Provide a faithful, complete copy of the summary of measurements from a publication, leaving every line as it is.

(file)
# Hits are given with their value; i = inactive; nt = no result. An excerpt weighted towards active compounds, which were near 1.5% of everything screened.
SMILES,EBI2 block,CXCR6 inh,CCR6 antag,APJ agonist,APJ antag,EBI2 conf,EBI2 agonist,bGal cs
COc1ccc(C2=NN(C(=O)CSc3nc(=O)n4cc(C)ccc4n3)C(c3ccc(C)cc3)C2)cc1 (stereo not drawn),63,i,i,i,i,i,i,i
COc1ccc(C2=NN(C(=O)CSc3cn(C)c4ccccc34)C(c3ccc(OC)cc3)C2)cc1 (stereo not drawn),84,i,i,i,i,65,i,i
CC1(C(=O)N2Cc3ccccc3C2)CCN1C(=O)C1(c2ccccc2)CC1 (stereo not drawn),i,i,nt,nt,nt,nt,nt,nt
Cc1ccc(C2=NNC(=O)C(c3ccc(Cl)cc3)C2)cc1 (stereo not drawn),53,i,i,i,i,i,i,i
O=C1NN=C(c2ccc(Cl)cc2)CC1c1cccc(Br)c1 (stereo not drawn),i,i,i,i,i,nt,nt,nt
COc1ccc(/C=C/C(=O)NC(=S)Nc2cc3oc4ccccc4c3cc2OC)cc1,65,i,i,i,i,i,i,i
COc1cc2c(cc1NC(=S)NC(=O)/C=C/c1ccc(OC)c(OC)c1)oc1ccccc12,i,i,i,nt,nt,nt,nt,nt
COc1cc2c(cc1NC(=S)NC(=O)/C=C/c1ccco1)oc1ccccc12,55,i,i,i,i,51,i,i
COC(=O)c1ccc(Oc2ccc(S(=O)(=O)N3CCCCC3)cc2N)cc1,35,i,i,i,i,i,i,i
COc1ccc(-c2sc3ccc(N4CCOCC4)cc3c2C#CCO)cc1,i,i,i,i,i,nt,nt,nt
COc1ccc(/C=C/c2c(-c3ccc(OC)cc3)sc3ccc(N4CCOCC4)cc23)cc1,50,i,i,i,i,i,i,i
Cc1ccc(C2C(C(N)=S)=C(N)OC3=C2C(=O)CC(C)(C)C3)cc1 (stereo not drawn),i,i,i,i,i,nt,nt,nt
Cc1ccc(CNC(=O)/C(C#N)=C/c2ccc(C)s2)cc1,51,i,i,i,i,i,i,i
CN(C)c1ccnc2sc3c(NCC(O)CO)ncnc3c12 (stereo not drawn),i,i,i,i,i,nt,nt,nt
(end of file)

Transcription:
# Hits are given with their value; i = inactive; nt = no result. An excerpt weighted towards active compounds, which were near 1.5% of everything screened.
SMILES,EBI2 block,CXCR6 inh,CCR6 antag,APJ agonist,APJ antag,EBI2 conf,EBI2 agonist,bGal cs
COc1ccc(C2=NN(C(=O)CSc3nc(=O)n4cc(C)ccc4n3)C(c3ccc(C)cc3)C2)cc1 (stereo not drawn),63,i,i,i,i,i,i,i
COc1ccc(C2=NN(C(=O)CSc3cn(C)c4ccccc34)C(c3ccc(OC)cc3)C2)cc1 (stereo not drawn),84,i,i,i,i,65,i,i
CC1(C(=O)N2Cc3ccccc3C2)CCN1C(=O)C1(c2ccccc2)CC1 (stereo not drawn),i,i,nt,nt,nt,nt,nt,nt
Cc1ccc(C2=NNC(=O)C(c3ccc(Cl)cc3)C2)cc1 (stereo not drawn),53,i,i,i,i,i,i,i
O=C1NN=C(c2ccc(Cl)cc2)CC1c1cccc(Br)c1 (stereo not drawn),i,i,i,i,i,nt,nt,nt
COc1ccc(/C=C/C(=O)NC(=S)Nc2cc3oc4ccccc4c3cc2OC)cc1,65,i,i,i,i,i,i,i
COc1cc2c(cc1NC(=S)NC(=O)/C=C/c1ccc(OC)c(OC)c1)oc1ccccc12,i,i,i,nt,nt,nt,nt,nt
COc1cc2c(cc1NC(=S)NC(=O)/C=C/c1ccco1)oc1ccccc12,55,i,i,i,i,51,i,i
COC(=O)c1ccc(Oc2ccc(S(=O)(=O)N3CCCCC3)cc2N)cc1,35,i,i,i,i,i,i,i
COc1ccc(-c2sc3ccc(N4CCOCC4)cc3c2C#CCO)cc1,i,i,i,i,i,nt,nt,nt
COc1ccc(/C=C/c2c(-c3ccc(OC)cc3)sc3ccc(N4CCOCC4)cc23)cc1,50,i,i,i,i,i,i,i
Cc1ccc(C2C(C(N)=S)=C(N)OC3=C2C(=O)CC(C)(C)C3)cc1 (stereo not drawn),i,i,i,i,i,nt,nt,nt
Cc1ccc(CNC(=O)/C(C#N)=C/c2ccc(C)s2)cc1,51,i,i,i,i,i,i,i
CN(C)c1ccnc2sc3c(NCC(O)CO)ncnc3c12 (stereo not drawn),i,i,i,i,i,nt,nt,nt